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Is a solution architect needed in agile organisations?

Organisations increasingly embrace agile values and principles to deliver quality software in more frequent intervals.

That’s because an agile approach discourages up-front documentation and empowers development teams to design and build the system. But what about the solution architect? Isn’t it his or her responsibility to determine the best fit architectural solution design before a development team even starts working on it? If not, does a solution architect still have an important role to play in an agile environment? Absolutely, let’s explain why.
 

How do mature agile development teams tackle design?

Experienced development teams take on the end-to-end responsibility for a certain system that delivers value to the customer. They design, build, test and deliver new requirements that impact this system and are responsible for its maintenance afterwards.
 
Most of the time, the requirements are split in small user stories that can be delivered in sprints of one to three weeks. To determine the best design to implement the user story, an ‘emergent’ approach is needed. This means design decisions are postponed for as long as possible, so the decisions are based on facts coming from working code instead of assumptions and documentation.
 
An ‘emergent’ approach goes hand in hand with a behaviour-driven development approach in which expected behaviours are described before designing or building the story. Several potential solutions can be built in parallel. If one is not working, it will be excluded. Lessons learned are incorporated in the other ongoing potential solutions. Once one of the solutions passes all expected behaviours, both from the new story as of all previous stories, it wins.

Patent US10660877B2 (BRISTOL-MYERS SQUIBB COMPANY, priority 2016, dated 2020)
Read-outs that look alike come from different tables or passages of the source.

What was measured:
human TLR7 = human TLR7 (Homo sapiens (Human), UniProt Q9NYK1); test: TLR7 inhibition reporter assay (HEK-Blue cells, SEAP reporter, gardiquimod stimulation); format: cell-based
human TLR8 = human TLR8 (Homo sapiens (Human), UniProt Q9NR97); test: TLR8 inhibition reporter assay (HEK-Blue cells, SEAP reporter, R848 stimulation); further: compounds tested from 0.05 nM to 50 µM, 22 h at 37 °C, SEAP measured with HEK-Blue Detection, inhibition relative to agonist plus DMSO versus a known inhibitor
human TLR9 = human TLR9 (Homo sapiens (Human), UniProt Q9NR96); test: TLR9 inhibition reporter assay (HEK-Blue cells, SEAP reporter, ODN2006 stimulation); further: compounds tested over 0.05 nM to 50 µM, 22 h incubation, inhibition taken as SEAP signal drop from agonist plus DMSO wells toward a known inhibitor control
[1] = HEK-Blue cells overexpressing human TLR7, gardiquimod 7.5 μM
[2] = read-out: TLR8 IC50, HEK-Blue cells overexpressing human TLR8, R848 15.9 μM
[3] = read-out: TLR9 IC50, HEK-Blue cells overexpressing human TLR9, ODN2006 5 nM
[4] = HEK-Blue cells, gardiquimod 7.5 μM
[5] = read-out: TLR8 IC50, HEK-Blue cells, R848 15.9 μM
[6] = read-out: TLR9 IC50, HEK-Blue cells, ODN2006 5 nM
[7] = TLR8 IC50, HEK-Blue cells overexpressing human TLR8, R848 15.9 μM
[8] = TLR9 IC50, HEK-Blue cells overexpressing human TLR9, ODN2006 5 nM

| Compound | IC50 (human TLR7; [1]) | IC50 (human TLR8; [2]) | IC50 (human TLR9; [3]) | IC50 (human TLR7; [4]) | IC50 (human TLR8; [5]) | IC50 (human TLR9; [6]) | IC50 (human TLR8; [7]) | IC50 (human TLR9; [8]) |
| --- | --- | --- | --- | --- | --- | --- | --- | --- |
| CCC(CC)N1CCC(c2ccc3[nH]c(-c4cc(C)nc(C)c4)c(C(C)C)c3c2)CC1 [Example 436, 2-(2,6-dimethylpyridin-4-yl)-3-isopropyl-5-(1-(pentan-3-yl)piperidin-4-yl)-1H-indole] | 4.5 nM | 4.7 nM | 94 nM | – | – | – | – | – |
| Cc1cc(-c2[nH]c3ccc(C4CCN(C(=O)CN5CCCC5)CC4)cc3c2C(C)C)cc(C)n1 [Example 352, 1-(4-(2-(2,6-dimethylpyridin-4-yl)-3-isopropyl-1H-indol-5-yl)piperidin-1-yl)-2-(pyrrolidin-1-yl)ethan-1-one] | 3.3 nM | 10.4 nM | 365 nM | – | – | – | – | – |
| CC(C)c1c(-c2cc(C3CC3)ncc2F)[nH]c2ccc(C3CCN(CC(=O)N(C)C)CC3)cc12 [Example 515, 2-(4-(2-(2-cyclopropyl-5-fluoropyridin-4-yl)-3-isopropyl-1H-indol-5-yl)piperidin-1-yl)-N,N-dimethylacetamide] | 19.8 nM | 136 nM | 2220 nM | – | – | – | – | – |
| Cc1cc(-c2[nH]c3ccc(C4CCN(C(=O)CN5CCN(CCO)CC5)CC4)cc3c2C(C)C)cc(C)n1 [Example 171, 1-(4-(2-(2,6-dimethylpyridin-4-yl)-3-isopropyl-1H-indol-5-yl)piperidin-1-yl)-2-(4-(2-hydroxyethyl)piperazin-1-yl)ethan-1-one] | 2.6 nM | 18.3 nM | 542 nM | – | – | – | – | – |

During this process, the team might conclude that one of the previous stories was designed and built in such a way that it does not support the needs of the new story. At that stage, the winning solution will need to redesign the previous story. In fact, experienced agile development teams will refactor and restructure code continuously.
 
Less experienced development teams might need more guidance to deliver a solution that fulfills the business needs.
 
 

Where does a solution architect fit in?

In small organisations with a few, experienced development teams that oversee the whole IT landscape, a dedicated solution architect might not be required. That’s because experienced team members take over his typical tasks. However, in larger companies, or in organisations with immature teams, someone is needed who:
 
  • Has a high-level overview of the most important systems and technologies of the organisation;
  • Keeps an eye on the market trends and innovation;
  • Is capable to translate high-level business needs into working solutions (potentially impacting business processes, the organisation and/or any number of new or existing IT systems scattered over multiple teams);
  • Leads discussions about the architecture of new systems (considering the organisation’s strategy, non-functional requirements, technology, type of architecture and required skills);
  • Guides multiple development teams to deliver a consistent end result;
  • Gives guidance depending on the maturity of the development team;
  • Sells the proposed solution to different stakeholders (IT management, business stakeholders and developers).
 
As soon as it’s clear what’s expected from every team (both from an architectural as a functional point of view), each team will start figuring out the most appropriate design to fulfill the expectations.
 
 

Should solution architects tackle things differently?